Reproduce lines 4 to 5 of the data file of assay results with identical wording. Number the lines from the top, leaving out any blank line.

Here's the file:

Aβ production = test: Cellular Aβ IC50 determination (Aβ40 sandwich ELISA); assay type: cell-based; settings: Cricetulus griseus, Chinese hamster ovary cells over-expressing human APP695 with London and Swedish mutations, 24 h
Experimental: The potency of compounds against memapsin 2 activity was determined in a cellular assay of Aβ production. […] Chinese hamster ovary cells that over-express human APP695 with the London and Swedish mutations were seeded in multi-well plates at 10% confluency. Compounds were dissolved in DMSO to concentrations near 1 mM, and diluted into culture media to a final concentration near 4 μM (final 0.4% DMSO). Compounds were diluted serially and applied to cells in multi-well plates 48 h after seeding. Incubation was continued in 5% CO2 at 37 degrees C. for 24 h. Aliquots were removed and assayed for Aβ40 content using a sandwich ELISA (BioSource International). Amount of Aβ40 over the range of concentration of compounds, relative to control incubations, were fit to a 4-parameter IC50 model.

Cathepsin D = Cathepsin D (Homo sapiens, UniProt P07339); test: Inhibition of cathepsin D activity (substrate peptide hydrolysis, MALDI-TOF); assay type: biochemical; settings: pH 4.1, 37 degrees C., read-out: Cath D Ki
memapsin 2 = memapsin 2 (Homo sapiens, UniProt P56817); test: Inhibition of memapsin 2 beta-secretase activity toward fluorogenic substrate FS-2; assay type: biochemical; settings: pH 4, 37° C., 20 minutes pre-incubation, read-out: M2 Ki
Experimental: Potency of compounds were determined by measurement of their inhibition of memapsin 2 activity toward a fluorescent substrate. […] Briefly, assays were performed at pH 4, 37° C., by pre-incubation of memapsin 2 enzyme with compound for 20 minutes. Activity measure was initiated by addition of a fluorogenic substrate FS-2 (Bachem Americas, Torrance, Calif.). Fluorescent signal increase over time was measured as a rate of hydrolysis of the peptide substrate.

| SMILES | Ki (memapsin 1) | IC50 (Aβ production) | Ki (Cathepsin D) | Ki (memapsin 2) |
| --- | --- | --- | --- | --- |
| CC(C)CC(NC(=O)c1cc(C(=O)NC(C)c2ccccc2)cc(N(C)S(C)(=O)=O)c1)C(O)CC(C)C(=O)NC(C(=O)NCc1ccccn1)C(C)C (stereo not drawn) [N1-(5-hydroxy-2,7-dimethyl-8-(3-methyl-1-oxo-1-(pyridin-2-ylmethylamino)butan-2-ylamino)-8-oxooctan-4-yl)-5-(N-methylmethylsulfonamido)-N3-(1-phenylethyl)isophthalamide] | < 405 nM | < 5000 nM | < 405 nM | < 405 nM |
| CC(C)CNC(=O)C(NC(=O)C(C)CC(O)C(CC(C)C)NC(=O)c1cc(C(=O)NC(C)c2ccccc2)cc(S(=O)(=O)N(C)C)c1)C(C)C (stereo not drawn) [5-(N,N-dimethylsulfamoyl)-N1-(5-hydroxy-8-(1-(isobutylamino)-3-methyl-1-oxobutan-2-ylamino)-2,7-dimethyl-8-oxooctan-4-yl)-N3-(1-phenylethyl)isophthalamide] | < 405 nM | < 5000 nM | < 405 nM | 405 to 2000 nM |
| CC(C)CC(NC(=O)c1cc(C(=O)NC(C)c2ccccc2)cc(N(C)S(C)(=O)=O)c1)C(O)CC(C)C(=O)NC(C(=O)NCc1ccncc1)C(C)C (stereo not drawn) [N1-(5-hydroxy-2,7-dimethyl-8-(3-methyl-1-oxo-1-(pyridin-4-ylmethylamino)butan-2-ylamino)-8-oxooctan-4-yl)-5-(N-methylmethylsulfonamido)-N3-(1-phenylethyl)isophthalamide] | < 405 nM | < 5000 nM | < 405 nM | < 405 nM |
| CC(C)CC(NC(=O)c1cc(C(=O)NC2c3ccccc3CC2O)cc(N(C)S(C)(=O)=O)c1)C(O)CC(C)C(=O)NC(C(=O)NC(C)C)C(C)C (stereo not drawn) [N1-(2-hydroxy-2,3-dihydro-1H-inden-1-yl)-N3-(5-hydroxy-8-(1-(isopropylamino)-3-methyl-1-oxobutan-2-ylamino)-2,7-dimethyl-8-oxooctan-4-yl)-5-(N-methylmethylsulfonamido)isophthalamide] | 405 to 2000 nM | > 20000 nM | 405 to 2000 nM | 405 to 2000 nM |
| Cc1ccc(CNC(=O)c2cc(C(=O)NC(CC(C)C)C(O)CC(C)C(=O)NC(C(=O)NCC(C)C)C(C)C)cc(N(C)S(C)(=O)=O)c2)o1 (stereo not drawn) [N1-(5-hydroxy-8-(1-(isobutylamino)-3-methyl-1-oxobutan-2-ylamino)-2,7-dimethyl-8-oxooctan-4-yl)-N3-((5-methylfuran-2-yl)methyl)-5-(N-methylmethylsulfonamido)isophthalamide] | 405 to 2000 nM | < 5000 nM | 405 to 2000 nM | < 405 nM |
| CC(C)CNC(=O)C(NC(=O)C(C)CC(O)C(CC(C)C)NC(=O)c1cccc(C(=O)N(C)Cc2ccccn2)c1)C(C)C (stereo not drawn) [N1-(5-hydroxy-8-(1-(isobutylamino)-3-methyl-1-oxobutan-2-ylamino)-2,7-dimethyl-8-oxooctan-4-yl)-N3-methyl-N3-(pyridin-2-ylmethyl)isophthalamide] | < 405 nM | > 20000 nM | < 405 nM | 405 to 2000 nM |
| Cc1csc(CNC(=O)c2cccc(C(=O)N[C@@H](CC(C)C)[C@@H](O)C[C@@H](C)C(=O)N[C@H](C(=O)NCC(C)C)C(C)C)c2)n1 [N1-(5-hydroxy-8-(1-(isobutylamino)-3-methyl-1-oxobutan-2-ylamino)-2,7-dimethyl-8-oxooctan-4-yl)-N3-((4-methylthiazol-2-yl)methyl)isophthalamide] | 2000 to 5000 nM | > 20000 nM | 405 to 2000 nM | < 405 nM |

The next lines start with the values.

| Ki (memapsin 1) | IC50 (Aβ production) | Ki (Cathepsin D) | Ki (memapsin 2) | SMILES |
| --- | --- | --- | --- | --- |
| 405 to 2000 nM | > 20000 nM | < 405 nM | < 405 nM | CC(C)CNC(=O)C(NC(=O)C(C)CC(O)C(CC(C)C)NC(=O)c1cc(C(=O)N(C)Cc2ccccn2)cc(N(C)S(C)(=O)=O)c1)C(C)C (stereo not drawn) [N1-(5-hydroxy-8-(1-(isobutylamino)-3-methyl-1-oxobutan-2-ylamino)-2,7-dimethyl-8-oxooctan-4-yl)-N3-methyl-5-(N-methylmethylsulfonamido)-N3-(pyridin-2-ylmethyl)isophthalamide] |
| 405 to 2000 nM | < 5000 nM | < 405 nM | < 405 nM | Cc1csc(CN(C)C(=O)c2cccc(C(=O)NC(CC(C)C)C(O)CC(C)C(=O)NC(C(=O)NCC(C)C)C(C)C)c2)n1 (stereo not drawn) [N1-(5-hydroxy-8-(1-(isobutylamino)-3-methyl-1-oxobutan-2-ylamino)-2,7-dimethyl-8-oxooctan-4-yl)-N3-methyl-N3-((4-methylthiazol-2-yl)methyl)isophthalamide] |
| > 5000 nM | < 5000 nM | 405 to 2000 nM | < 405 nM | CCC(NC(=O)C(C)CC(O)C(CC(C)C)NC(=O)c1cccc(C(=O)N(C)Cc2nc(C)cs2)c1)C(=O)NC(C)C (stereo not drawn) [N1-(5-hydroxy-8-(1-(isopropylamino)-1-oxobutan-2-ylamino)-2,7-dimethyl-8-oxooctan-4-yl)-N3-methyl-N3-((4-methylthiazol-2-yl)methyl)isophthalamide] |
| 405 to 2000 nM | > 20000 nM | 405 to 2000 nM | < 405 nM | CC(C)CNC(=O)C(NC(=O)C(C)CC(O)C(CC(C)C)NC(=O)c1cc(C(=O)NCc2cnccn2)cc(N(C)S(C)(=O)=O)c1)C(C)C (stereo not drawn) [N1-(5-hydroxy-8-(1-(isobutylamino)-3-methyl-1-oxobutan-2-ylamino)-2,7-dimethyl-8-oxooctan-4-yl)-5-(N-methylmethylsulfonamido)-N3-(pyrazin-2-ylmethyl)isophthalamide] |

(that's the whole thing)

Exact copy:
memapsin 2 = memapsin 2 (Homo sapiens, UniProt P56817); test: Inhibition of memapsin 2 beta-secretase activity toward fluorogenic substrate FS-2; assay type: biochemical; settings: pH 4, 37° C., 20 minutes pre-incubation, read-out: M2 Ki
Experimental: Potency of compounds were determined by measurement of their inhibition of memapsin 2 activity toward a fluorescent substrate. […] Briefly, assays were performed at pH 4, 37° C., by pre-incubation of memapsin 2 enzyme with compound for 20 minutes. Activity measure was initiated by addition of a fluorogenic substrate FS-2 (Bachem Americas, Torrance, Calif.). Fluorescent signal increase over time was measured as a rate of hydrolysis of the peptide substrate.